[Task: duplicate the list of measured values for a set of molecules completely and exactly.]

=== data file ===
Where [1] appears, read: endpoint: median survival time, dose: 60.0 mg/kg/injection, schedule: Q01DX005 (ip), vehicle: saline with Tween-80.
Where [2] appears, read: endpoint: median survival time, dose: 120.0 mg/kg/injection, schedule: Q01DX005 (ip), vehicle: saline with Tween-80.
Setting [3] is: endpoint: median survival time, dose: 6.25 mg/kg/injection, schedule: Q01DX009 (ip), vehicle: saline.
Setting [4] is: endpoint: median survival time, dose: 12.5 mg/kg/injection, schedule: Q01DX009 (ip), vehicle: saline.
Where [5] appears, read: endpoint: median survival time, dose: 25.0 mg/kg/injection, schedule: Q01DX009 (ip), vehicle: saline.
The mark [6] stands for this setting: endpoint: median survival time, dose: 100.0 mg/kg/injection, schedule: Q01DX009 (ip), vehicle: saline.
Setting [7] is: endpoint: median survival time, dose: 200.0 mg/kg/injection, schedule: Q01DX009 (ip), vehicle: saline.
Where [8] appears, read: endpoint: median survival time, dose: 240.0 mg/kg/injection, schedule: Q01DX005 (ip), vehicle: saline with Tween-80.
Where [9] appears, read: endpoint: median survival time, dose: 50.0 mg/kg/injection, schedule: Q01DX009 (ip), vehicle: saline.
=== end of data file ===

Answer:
Where [1] appears, read: endpoint: median survival time, dose: 60.0 mg/kg/injection, schedule: Q01DX005 (ip), vehicle: saline with Tween-80.
Where [2] appears, read: endpoint: median survival time, dose: 120.0 mg/kg/injection, schedule: Q01DX005 (ip), vehicle: saline with Tween-80.
Setting [3] is: endpoint: median survival time, dose: 6.25 mg/kg/injection, schedule: Q01DX009 (ip), vehicle: saline.
Setting [4] is: endpoint: median survival time, dose: 12.5 mg/kg/injection, schedule: Q01DX009 (ip), vehicle: saline.
Where [5] appears, read: endpoint: median survival time, dose: 25.0 mg/kg/injection, schedule: Q01DX009 (ip), vehicle: saline.
The mark [6] stands for this setting: endpoint: median survival time, dose: 100.0 mg/kg/injection, schedule: Q01DX009 (ip), vehicle: saline.
Setting [7] is: endpoint: median survival time, dose: 200.0 mg/kg/injection, schedule: Q01DX009 (ip), vehicle: saline.
Where [8] appears, read: endpoint: median survival time, dose: 240.0 mg/kg/injection, schedule: Q01DX005 (ip), vehicle: saline with Tween-80.
Where [9] appears, read: endpoint: median survival time, dose: 50.0 mg/kg/injection, schedule: Q01DX009 (ip), vehicle: saline.